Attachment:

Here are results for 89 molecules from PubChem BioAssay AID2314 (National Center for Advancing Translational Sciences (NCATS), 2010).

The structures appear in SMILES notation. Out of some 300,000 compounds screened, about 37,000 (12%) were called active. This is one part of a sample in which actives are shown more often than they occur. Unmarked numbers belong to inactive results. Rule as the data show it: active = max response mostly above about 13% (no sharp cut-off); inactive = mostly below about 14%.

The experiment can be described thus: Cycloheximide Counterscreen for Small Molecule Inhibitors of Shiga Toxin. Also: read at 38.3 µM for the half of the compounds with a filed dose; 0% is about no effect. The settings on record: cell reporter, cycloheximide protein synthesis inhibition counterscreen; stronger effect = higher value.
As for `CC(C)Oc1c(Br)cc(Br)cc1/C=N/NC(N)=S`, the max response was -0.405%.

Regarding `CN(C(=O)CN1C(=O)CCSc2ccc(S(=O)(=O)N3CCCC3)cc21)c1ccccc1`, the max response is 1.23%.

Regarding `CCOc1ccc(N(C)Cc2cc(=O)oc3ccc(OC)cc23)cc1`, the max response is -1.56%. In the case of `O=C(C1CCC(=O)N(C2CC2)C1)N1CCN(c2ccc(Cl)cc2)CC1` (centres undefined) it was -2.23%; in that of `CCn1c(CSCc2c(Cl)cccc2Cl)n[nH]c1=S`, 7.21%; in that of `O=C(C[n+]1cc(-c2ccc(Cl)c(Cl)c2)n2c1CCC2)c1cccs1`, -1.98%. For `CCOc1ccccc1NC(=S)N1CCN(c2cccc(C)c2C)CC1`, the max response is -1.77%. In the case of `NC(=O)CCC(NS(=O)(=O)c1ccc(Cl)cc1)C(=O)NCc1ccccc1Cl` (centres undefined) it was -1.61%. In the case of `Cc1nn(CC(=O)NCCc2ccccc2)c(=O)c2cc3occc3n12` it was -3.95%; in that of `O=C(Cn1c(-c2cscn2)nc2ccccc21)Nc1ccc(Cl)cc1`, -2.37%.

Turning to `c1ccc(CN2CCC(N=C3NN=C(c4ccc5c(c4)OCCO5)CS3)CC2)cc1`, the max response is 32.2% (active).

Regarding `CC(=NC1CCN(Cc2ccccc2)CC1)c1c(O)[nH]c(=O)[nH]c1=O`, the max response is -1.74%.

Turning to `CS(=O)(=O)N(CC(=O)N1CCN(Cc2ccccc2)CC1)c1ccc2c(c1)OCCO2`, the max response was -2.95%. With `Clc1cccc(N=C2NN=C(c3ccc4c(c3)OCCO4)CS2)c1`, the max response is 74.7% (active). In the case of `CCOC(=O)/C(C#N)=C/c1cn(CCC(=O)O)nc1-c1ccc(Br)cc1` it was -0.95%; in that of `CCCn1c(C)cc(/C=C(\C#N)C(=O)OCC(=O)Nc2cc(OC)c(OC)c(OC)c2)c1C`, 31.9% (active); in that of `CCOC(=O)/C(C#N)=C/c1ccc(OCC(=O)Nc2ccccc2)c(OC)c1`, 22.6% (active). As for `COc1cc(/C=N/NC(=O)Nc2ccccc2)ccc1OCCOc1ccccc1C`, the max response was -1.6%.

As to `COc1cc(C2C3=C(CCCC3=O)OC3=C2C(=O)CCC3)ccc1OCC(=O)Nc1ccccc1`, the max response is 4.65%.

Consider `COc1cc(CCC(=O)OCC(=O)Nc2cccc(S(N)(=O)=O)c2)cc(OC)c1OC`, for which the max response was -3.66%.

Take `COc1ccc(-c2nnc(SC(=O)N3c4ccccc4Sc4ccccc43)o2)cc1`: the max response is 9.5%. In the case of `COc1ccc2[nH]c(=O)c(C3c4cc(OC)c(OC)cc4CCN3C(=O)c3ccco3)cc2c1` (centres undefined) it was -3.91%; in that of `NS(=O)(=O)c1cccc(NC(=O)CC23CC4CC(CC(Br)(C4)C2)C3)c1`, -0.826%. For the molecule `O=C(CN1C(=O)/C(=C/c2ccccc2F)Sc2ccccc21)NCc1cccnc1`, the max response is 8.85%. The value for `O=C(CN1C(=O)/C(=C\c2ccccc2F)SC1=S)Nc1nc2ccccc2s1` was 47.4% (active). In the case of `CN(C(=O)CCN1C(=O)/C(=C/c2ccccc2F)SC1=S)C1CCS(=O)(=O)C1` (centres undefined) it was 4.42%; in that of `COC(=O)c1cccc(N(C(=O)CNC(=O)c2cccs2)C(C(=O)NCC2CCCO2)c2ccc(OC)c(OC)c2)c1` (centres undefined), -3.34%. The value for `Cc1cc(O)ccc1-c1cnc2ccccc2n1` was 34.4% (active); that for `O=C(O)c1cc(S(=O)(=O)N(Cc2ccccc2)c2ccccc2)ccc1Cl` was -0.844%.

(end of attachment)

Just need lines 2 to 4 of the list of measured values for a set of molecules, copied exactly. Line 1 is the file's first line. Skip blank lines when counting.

The structures appear in SMILES notation. Out of some 300,000 compounds screened, about 37,000 (12%) were called active. This is one part of a sample in which actives are shown more often than they occur. Unmarked numbers belong to inactive results. Rule as the data show it: active = max response mostly above about 13% (no sharp cut-off); inactive = mostly below about 14%.

The experiment can be described thus: Cycloheximide Counterscreen for Small Molecule Inhibitors of Shiga Toxin. Also: read at 38.3 µM for the half of the compounds with a filed dose; 0% is about no effect. The settings on record: cell reporter, cycloheximide protein synthesis inhibition counterscreen; stronger effect = higher value.
As for `CC(C)Oc1c(Br)cc(Br)cc1/C=N/NC(N)=S`, the max response was -0.405%.